Processing of Employee Data

Increasing customisation and servitisation of manufacturing, as well as the pursuit of more efficiency in OHS and human resource management, can come at the price of the collection and processing of large amounts of data, including data about individual workers (e.g., work presence and absence, rate of task completion, physical information such as heart rate and blood pressure, etc.). These data can 11 also be used to automate and fasten decision-making processes and assessment of work performances. Serious concerns thus emerge not only about individual privacy and protection of personal data but also equality, transparency, and lawfulness of data processing, algorithmic decisionmaking and evaluation.

To deal with this challenge, workers’ reps should deepen their knowledge on privacy regulation and data protection, possibly also thanks to the support of external experts and ask for greater involvement in decision-making processes concerning the collection and analysis of  data. In  this  regard,  the  approach of 

‘negotiating the algorithm’ is being advocated at the international level to encourage workers’ representatives to bargain over the collection of data, the ways of their use and the purposes pursued. The goal of collective bargaining in this field should not merely be the preservation of workers’ privacy against attempts to monitor work, but also greater worker participation in decision-making processes that are increasingly penetrated by data and their possible opaque use.

Since 2019, the Spanish trade union confederation UGT started a campaign aimed at raising awareness among workers’ representatives of issues related to workers’ data protection and the safeguard of fundamental rights in the light of new digital technologies in workplaces. In July 2019, UGT published a handbook regarding how to collectively bargain at the sectoral and company level over these subjects. In the same year, the renewal of the NCLA for metal manufacturing, technologies and services introduced some important provisions, including the establishment of a national Observatory for the industry, tasked with analysing the processes of technological transformation, in order to enable social partners to be proactive and get ahead of current transformations. Moreover, the agreement included a section expressly devoted to workers’ data protection and the safeguard of digital rights. According to it, employers are obliged to inform workers’ representatives in due time about decisions concerning the introduction of digital innovations with possible effects on work environment and labour conditions. In addition to the principles expressed by the European legislation on data processing (e.g. proportionality, minimisation, lawfulness, transparency, integrity, privacy), the NCLA compels employers to outline, along with workers’ representatives, the criteria for the usage of digital devices, by drafting internal guidelines aimed at regulating, among others, the terms of use and access to digital systems, the setup of programmes and the storage of data. Finally, national bargaining parties tasked decentralised bargaining with addressing issues related to data access and rectification, as well as limitation or suspension of data processing.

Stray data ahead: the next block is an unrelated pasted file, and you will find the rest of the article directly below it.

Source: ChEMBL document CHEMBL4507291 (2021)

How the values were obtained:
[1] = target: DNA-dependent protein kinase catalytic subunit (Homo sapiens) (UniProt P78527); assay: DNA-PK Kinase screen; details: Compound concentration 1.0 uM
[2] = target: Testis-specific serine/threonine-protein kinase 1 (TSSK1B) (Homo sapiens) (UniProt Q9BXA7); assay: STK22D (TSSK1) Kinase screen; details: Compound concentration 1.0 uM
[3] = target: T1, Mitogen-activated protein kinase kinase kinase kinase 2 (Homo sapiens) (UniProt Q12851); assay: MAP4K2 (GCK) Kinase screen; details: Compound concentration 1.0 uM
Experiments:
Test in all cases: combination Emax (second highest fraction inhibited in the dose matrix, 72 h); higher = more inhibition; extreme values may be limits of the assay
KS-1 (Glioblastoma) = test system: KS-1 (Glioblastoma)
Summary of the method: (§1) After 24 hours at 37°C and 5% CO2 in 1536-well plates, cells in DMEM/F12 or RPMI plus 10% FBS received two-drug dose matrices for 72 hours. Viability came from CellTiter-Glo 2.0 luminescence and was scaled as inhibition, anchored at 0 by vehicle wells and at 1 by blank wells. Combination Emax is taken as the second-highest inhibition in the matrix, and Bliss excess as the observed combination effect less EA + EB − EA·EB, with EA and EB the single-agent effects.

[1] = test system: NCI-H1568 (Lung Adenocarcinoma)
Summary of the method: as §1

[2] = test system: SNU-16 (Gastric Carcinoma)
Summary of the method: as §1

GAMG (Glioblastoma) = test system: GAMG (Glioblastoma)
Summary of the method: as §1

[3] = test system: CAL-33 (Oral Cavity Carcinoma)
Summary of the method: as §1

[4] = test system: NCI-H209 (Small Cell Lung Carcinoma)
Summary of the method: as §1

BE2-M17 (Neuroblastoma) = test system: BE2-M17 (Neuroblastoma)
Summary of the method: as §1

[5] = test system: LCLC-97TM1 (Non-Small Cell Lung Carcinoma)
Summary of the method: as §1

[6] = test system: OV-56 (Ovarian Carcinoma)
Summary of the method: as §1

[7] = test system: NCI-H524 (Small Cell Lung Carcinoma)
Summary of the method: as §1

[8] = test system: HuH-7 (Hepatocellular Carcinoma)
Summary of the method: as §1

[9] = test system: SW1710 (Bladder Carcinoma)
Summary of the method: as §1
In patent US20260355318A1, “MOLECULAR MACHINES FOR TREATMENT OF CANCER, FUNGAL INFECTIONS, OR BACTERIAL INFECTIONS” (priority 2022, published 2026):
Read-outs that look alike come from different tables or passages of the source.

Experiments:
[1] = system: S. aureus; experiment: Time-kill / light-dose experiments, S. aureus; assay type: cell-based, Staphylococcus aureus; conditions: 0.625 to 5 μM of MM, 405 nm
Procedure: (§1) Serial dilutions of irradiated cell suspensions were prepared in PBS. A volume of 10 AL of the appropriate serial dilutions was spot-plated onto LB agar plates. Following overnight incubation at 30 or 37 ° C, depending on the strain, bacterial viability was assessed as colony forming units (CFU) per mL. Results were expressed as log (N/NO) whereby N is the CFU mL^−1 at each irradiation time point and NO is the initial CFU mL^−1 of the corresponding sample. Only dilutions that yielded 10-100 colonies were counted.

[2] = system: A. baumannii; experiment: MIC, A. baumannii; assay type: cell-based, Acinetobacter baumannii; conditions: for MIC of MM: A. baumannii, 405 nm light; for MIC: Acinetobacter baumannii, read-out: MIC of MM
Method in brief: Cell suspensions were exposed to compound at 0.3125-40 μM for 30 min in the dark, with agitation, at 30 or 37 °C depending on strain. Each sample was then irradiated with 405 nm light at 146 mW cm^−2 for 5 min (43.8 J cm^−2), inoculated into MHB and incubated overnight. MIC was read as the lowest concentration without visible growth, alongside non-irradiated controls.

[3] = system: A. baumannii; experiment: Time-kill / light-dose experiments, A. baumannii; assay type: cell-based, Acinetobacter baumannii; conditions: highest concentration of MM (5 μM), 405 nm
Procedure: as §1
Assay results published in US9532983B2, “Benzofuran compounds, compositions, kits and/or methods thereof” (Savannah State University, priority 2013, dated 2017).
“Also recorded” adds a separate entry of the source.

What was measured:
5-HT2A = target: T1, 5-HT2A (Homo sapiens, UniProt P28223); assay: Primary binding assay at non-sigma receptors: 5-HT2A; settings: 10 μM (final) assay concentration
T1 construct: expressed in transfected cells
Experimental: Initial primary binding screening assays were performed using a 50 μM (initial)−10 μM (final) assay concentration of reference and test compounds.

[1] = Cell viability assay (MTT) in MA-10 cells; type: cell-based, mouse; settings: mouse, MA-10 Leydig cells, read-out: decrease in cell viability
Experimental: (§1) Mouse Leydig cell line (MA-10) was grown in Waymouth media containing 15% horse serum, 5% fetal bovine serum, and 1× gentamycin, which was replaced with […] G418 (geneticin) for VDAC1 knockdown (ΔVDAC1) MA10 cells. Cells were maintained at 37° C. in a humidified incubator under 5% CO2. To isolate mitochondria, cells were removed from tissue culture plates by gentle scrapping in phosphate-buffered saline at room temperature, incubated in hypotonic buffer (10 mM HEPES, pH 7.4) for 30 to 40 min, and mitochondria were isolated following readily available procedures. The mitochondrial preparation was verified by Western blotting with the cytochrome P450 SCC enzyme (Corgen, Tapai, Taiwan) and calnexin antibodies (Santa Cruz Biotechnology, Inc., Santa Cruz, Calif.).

In Nuovo Pignone, an Italian company of the group General Electric Oil & Gas, every work station is equipped with a panel where the individual worker has to insert the information related to possible malfunction. When this occurs, the system generates an alert with a work order directed to the work team which is in charge of the resolution of possible problems. It is important to underline that before the installation of this device, workers and their representatives succeeded in engaging in a dialogue with management and contributed to the definition of the specific information to be inserted in the panel. Another relevant case in this field is represented by the 2018 collective agreement signed at Partesa (a company operating in the retail sector), which envisages the installation of an application of safe driving in the smartphones provided to the personnel, with the aim of tracking and then improving driving behaviours of employees in the exercise of their duties. As stated in the agreement, feedbacks on individual driving behaviours are provided to the single workers by the app. However, only aggregated driving behaviours (of min. 10 people) shall be collected; they are then returned to the groups of drivers and analyzed in the ‘safety’ meetings, held in each department, with the aim to highlight the significant risks while driving a vehicle and adopt more conscious and less dangerous driving styles.
A very proactive (rather than merely protective) role played by IG Metall in the field of digital transformation regarded, from 2014 to 2016, its contribution to the design of ‘APPsist’, a smart assistance system used in production and aimed at supporting shop floor workers in their activities and allowing managers to flexibly use their employees for the execution of different tasks to the advantage of efficiency and quality standards. The software solution provides a context-sensitive assistance and knowledge system that can be expanded by the integration of augmented and virtual reality technologies. The development of ‘APPsist’ was enabled by a multi-stakeholder partnership, involving not only research centres and universities but also trade unions and employers’ associations, and financed by the Federal Ministry of Economic Affairs and Energy. The involvement of IG Metall in the project permitted the union to know from the beginning, even before its application in companies, the functioning of the system, the data it needs and how they are processed.
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